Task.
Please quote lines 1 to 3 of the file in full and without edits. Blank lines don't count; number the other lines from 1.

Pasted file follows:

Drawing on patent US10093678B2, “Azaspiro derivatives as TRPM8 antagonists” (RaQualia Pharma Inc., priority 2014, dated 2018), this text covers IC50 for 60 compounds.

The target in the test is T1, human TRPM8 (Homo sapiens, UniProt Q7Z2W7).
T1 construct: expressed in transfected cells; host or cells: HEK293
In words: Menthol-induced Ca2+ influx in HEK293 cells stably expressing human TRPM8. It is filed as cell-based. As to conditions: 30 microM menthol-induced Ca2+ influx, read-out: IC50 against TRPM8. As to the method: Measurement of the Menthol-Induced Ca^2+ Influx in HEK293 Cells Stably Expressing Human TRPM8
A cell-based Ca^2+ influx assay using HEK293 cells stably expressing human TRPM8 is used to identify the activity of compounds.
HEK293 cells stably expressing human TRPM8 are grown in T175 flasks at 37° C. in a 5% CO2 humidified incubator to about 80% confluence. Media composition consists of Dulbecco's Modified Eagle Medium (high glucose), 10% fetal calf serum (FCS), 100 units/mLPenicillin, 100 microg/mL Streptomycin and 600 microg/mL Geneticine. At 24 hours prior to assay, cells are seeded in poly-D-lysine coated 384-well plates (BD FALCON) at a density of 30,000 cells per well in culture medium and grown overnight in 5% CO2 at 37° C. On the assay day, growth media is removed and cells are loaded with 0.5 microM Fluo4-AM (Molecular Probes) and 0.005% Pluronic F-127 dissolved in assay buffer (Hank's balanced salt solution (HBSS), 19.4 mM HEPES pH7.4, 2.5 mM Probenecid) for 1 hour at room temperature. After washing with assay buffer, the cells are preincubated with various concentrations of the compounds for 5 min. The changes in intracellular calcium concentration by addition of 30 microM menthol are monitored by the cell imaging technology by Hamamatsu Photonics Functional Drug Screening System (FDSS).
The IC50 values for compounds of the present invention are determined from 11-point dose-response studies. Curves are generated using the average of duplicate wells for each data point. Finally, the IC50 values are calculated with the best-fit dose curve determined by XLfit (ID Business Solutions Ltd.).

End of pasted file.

Drawing on patent US10093678B2, “Azaspiro derivatives as TRPM8 antagonists” (RaQualia Pharma Inc., priority 2014, dated 2018), this text covers IC50 for 60 compounds.

The target in the test is T1, human TRPM8 (Homo sapiens, UniProt Q7Z2W7).
T1 construct: expressed in transfected cells; host or cells: HEK293